Is it possible to replicate the returns of hedge funds by decomposing these returns into contributions from easily tradable risk factors? In the August 2006 draft of their paper entitled “Can Hedge-Fund Returns Be Replicated?: The Linear Case”, Jasmina Hasanhodzic and Andrew Lo investigate simple models of the performance of 11 types of hedge funds based on six risk factors (related to stocks, bonds, currencies, commodities, credit, and volatility). They then use the results for the five factors that are easily tradable to create hedge fund “clones” (synthetic hedge funds) from exchange-traded assets and derivatives in two ways: (1) applying data from the full sample period (with the associated look-ahead bias); and, (2) applying data from a rolling historical 24-month period. Using data for the period February 1986 through September 2005 on 1,610 hedge funds still active (“live”) at the end of the period, *they find that:*

- Hedge funds are concentrated in five categories — Long/Short Equity Hedge, Fund of Funds, Event Driven, Managed Futures and Emerging Markets — encompassing 78% of the sample. (See the table below for a full listing of categories, with aggregate performance statistics.)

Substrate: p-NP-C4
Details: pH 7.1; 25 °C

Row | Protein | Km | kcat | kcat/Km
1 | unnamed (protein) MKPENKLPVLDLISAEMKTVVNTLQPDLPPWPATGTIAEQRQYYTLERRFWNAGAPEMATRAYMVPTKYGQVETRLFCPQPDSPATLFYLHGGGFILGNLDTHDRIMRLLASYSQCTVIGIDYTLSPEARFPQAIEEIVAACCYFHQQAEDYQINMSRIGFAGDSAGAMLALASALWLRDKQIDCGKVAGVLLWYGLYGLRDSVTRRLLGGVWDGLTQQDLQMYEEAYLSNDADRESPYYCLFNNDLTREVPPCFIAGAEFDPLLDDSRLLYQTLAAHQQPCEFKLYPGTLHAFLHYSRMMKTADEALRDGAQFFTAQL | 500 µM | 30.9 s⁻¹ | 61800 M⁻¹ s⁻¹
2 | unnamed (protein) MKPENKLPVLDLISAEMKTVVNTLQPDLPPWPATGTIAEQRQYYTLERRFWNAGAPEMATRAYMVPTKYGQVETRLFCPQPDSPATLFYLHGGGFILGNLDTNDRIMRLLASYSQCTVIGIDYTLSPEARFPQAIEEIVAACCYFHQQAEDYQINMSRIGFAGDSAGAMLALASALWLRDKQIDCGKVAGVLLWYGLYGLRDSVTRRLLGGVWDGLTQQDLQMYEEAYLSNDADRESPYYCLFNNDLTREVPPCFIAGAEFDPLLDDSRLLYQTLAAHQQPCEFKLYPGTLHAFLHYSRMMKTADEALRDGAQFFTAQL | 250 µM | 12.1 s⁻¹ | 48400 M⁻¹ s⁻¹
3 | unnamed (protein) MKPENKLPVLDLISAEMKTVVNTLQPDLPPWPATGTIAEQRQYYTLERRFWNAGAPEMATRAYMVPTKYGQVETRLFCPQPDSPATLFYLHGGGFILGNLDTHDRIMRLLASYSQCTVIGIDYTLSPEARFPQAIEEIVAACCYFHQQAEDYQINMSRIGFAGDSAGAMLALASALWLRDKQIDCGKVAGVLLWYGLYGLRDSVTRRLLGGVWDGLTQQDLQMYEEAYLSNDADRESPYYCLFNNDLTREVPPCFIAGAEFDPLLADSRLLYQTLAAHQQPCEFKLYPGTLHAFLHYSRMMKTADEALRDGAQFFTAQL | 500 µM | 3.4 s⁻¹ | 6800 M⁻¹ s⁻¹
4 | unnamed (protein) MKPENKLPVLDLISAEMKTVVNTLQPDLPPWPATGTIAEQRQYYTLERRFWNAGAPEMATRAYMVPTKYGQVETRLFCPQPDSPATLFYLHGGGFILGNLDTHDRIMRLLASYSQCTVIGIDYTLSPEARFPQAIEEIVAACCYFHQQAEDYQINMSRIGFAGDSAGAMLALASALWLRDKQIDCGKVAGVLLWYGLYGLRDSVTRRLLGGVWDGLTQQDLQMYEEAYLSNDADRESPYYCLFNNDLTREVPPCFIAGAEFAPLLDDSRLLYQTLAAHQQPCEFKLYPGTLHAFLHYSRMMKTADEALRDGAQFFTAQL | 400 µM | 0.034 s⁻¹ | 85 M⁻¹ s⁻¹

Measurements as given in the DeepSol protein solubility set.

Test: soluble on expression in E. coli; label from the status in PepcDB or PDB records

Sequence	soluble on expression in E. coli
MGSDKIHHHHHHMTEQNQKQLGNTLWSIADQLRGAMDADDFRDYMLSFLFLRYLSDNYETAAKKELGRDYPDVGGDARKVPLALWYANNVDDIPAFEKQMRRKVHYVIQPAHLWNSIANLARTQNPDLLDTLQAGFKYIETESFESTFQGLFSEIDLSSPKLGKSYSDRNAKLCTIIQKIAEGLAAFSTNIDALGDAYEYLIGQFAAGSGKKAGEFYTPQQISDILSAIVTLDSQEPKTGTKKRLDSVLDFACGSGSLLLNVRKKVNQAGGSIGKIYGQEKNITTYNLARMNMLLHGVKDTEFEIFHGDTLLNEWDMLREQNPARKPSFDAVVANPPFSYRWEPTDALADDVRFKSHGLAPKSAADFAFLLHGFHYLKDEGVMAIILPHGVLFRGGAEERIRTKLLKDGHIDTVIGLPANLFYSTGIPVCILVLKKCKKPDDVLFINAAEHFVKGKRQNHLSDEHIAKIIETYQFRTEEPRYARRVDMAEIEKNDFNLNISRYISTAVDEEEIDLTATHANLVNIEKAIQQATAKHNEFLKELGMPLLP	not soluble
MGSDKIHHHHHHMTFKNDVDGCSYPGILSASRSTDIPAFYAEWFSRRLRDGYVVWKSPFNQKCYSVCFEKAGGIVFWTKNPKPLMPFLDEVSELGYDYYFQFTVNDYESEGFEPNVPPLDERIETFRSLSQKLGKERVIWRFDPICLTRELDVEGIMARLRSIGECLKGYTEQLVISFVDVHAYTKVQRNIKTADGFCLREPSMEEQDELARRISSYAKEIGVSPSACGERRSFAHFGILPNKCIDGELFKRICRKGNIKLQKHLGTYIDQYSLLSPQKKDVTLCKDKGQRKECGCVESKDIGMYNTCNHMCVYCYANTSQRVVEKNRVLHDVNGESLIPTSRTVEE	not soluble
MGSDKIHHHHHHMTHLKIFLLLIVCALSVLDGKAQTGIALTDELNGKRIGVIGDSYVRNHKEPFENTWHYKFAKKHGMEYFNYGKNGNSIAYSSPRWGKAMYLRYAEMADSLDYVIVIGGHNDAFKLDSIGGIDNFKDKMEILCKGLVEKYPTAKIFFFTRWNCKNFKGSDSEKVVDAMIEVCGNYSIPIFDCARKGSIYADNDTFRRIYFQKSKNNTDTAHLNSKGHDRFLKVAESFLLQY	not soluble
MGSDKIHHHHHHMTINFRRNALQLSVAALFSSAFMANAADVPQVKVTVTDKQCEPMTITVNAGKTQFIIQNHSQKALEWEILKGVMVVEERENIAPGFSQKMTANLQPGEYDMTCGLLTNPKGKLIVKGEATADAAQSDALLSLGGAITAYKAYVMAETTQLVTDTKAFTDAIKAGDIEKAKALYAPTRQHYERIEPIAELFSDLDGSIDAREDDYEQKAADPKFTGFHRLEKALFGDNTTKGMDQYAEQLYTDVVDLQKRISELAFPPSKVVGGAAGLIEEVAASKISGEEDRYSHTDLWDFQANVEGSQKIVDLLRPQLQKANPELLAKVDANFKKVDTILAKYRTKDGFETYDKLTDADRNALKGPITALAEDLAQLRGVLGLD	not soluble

- Many hedge funds assume substantial liquidity risk with their investments.
- For the entire sample of 1,610 funds, 61% of the average total return is manager-specific and 39% derives from the risk premiums of the six selected factors. However, the relationships between hedge fund returns and the six risk factors vary considerably across fund categories.
- Simple clones perform comparably to their fund counterparts in six categories: Equity Market Neutral, Global Macro, Long/Short Equity Hedge, Managed Futures, Multi-Strategy and Fund of Funds. Clones substantially underperform Event Driven and Emerging Markets counterparts.
- Clones constructed from full-sample data (with look-ahead bias) generally outperform those created with a rolling 24-month history.
- An equal-weighted portfolio of all clones produces an annualized mean return of 20.4% with an annualized standard deviation of 10.2%, yielding a Sharpe ratio of 2.00. An equal-weighted portfolio of all actual hedge funds produces an annualized mean return of 14.8% with annualized standard deviation of 9.1%, yielding a Sharpe ratio of 1.63.

The following table, taken from the paper, shows summary statistics for the hedge funds included in the study sample. Mean returns are likely overstated by a few percent due to survival bias.

The following figure, also from the paper, decomposes the overall mean returns of hedge funds in the sample by category into percentage contributions from the six selected risk factors and manager-specific alpha. For each category, contributions sum to 100%. Results show that risk factor contributions vary by fund style and that fund managers usually, but not always, add value beyond the risk premiums considered.

This paper is very clearly written, supported by many figures and tables, and explained thoroughly. The authors identify several cautions with respect to implementing hedge fund clones.

In summary, *relatively simple clones based on exchange-traded instruments perform well enough to be considered as liquid, transparent, scalable and low-cost alternatives to hedge funds for many fund styles.*